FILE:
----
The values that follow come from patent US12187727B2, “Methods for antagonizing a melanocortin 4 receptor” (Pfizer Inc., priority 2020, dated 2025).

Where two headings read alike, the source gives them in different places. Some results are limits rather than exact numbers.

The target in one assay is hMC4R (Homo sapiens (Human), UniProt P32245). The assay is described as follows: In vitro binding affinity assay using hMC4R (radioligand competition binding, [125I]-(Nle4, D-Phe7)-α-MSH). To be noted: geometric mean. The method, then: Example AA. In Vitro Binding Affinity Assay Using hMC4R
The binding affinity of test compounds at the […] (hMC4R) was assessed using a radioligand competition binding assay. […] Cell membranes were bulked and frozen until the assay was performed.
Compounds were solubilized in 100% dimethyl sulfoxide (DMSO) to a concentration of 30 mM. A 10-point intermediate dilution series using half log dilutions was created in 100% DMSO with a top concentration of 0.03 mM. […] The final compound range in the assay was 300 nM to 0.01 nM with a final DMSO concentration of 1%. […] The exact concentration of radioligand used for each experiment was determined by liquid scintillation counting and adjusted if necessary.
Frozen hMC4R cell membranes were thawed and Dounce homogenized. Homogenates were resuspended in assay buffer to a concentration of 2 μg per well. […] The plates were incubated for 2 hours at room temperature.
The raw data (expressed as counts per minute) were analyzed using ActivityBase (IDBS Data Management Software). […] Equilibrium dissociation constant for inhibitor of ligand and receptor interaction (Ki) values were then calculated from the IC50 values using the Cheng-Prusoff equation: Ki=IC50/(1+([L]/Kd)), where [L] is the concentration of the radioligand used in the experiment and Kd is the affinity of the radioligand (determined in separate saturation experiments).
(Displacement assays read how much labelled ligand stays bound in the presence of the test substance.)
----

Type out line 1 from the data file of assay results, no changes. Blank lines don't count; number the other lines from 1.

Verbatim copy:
The values that follow come from patent US12187727B2, “Methods for antagonizing a melanocortin 4 receptor” (Pfizer Inc., priority 2020, dated 2025).